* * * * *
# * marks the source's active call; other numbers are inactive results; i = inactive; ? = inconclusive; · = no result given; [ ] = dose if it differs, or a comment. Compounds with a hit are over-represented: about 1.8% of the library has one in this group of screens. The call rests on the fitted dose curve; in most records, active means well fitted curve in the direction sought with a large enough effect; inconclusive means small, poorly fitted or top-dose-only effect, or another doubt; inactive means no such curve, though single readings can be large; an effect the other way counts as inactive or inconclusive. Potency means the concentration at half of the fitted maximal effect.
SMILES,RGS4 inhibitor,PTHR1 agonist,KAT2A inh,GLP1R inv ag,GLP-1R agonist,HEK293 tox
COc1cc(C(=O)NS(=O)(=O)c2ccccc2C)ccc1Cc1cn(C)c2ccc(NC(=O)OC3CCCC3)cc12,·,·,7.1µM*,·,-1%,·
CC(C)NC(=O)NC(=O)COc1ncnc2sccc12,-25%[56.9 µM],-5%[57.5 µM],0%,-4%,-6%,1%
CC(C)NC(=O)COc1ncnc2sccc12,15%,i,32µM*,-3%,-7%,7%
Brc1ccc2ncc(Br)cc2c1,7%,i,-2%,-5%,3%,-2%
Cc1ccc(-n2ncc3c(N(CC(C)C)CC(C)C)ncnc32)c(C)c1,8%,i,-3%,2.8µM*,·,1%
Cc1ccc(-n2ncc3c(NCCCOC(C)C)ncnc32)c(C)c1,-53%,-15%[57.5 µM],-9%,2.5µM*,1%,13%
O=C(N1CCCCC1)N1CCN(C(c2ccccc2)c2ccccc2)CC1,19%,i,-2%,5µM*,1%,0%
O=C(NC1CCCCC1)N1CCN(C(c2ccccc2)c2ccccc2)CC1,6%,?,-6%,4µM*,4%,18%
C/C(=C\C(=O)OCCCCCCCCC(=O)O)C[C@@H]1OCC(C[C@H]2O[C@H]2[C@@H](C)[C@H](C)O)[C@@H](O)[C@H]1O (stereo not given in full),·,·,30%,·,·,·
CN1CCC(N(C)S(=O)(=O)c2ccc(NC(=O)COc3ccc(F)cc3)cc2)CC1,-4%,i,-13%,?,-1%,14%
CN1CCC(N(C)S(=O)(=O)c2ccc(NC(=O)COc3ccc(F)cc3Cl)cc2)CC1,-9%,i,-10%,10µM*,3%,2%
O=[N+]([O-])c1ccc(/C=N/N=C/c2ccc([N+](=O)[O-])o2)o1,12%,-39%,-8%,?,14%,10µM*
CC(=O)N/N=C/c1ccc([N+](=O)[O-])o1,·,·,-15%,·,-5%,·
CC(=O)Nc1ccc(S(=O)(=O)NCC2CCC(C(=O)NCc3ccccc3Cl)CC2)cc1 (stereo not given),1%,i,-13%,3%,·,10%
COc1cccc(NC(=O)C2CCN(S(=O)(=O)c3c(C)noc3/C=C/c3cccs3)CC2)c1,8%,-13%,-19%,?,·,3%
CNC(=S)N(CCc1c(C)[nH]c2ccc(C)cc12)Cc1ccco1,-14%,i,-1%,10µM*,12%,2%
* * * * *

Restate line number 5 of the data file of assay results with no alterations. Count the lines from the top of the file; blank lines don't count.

CC(C)NC(=O)COc1ncnc2sccc12,15%,i,32µM*,-3%,-7%,7%